Have you ever used drawr?
drawr is a pixiv related website, born in October 2008, a social media where you could post your free-hand drawings. It had so many limitations, it's hard to believe such a service existed when comparing it to what we are used to nowadays. You couldn't input text, upload anything, erase what you just drew, or use any tool that was not on drawr. Not even the eyedropper tool was available at the beginning.
Since it was such a strictly regulated service, it was really putting emphasis on free-hand drawings. Of course, many pro creators use it and it was full of valuable artworks.
The creators we interviewed
11 years of history, coming to an end
── drawr will cease in a few days after 11 years of service.
I didn't think it would go on for 11 years! It's mostly thanks to pixiv!
── 卍 posted more than 4,000 artworks!
True, but most of them are not open to the public, so one may see around 800 of them... I was mostly using those as ideas when working or when trying to explain something on Skype.
── Aren't those enough, though? (laughs)
── drawr is filled with abstract and original drawings, while on both pixiv and Twitter there are many fan art pieces of known characters... Creative drawings really do stick out; 卍's case might be one of those.
I posted stuff recently too, but they're all stuff I don't even remember drawing.
How was your first approach to drawr?
── drawr was launched in October 2008. pixiv started a year before and still was not refined at the time. What did you think when you first used drawr?
── ka92, where you using the drawing chats?
── I guess that live drawing chats and drawr are kind of similar!
The absence of tools such as the eyedropper gave birth to new forms of cretivity
── drawr got pretty famous at its time for not letting users use basic functions such as the eyedropper. Even from the start, the experience users got was very similar to posting their drawings on clipboards.
── The brushes were also quite limited, right?
── The absence of the eyedropper really sets a standard for a drawing tool, doesn't it?
Some people say it's vital, but I learned that it is not that important... I had many friends who used to draw without it!
── Never heard of that technique!
Well, wasn't that interesting as well? Discovering new techniques.
The motivation behind the development of drawr was to provide a tool to make painting more carefree, as many users might have felt hesitant to post their illustrations on pixiv. We thought that posting illustrations, and not text, might make it easier on the users. That's why we decided not to implement a text feature. In our initial prospects, we assume that even people who didn't draw that much would use drawr to upload their very own picture diary. They could draw directly on the internet, without the need for drawing software.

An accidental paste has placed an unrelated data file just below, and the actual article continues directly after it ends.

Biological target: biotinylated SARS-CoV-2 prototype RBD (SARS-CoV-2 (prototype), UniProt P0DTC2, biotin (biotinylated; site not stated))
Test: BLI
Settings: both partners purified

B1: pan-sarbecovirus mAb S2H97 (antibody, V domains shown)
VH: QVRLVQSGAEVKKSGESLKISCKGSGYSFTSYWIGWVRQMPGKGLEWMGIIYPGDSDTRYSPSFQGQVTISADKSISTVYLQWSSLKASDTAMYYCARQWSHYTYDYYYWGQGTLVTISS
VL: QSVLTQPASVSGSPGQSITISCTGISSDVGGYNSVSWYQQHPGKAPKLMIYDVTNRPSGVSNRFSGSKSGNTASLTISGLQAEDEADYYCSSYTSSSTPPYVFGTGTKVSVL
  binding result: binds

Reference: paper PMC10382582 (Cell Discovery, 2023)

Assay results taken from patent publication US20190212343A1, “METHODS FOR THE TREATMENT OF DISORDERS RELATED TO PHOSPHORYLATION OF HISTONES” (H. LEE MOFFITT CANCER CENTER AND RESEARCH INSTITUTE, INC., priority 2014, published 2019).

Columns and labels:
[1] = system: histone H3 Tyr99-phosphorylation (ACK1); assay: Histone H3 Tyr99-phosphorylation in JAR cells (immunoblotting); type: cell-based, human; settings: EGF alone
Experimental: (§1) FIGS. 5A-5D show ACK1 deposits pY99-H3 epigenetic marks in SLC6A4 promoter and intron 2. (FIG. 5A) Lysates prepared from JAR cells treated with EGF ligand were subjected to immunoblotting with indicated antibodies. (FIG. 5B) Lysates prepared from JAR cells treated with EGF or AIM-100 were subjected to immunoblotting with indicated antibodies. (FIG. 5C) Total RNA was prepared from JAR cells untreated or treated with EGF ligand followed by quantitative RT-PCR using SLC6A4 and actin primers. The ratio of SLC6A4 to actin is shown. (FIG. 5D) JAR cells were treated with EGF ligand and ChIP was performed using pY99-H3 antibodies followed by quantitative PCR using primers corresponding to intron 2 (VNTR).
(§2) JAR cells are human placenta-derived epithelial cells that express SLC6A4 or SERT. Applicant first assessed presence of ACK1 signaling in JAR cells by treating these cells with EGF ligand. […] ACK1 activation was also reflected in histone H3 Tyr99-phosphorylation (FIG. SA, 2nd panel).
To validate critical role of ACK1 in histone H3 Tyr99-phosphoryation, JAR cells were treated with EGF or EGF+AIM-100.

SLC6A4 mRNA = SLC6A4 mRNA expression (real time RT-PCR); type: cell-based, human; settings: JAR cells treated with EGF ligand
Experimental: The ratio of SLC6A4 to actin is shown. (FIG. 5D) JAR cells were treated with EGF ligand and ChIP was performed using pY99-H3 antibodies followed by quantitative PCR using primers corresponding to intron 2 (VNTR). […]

── Nowadays it would be hard to think of a website that doesn't let you upload your illustrations.
── You also messed around with the drawr logo.
A woderful exchange of illustrations
── The exchange of illustrations between users was also a thing. I remember k92's "Kinokotake's War".
── And there was also the "hand" rally born from 卍's illustration. It wasn't a very long thread, but its quality was quite high.
── I was really moved by that rally at the time. That is one of the things that make you glad the internet exists! I am glad I was able to be there while two geniuses were exchanging ideas.
I was trying to imitate 卍's techniques in using the void space, but when I looked at the result I felt underwhelmed.
I was surprised and really moved when I knew that he enjoyed my artwork.
── Sukocchi's "Hayabusa Gijinka Manga" drew a lot of attention and even got on the newspaper.
Many other drawr artworks got famous on Twitter and other media.
On to a world with no drawr
── Shortly, there will be no drawr any more. Do you think that some new service will start soon?
Media like Twitter are often used to share personal drawings since it is easy to make them viral and have many people noticing them, but I think we are going to need some place like drawr where one can share their sketches without thinking of the consequences.
── How would you describe your experience on drawr?
── Thank you very much!
drawr has never been the main platform for sharing illustrations but surely meant a lot to that culture. It has something that viral social media can not give you: the pleasure of enjoying drawings without worrying about the rest.
drawr will close on December 2nd, 2019, but you can download your posts on drawr or move your posts on to pixiv Sketch. Furthermore, on pixiv Sketch you'll be able to enjoy the simple Drawing feature for an experience close to the drawr one. If you haven't done it yet, go download your artworks.
Thank you for your art and for connecting people.
▼See the comments from famous drawr users below▼
- すこっち (Sukocchi)
- It was thanks to drawr if my manga Hayabusa was born. Just like on social media, on drawr you can draw your thoughts on the screen, share them and add comments and responses. It's the coziest imageboard out there. I'm sad to see it go. Thank you very much for these 11 years.
- 干し首 (Hoshikubi)
- drawr may have contributed to the interaction between artists much more than pixiv. I really enjoyed receiving responses from various people. I don't have anything like that on Twitter right now (but maybe it's just me), so I hope that there will be something similar in the future.
- ラビッツ (Rabbits)
- drawr was epochal as an imageboard-type of social media. There were many posts that showed off the incredible talent of artists working with extremely limited tools, and it was exciting to find new works. This excitement was what gave me the courage to start drawing myself.
Thank you for these last 11 years, they felt like an instant.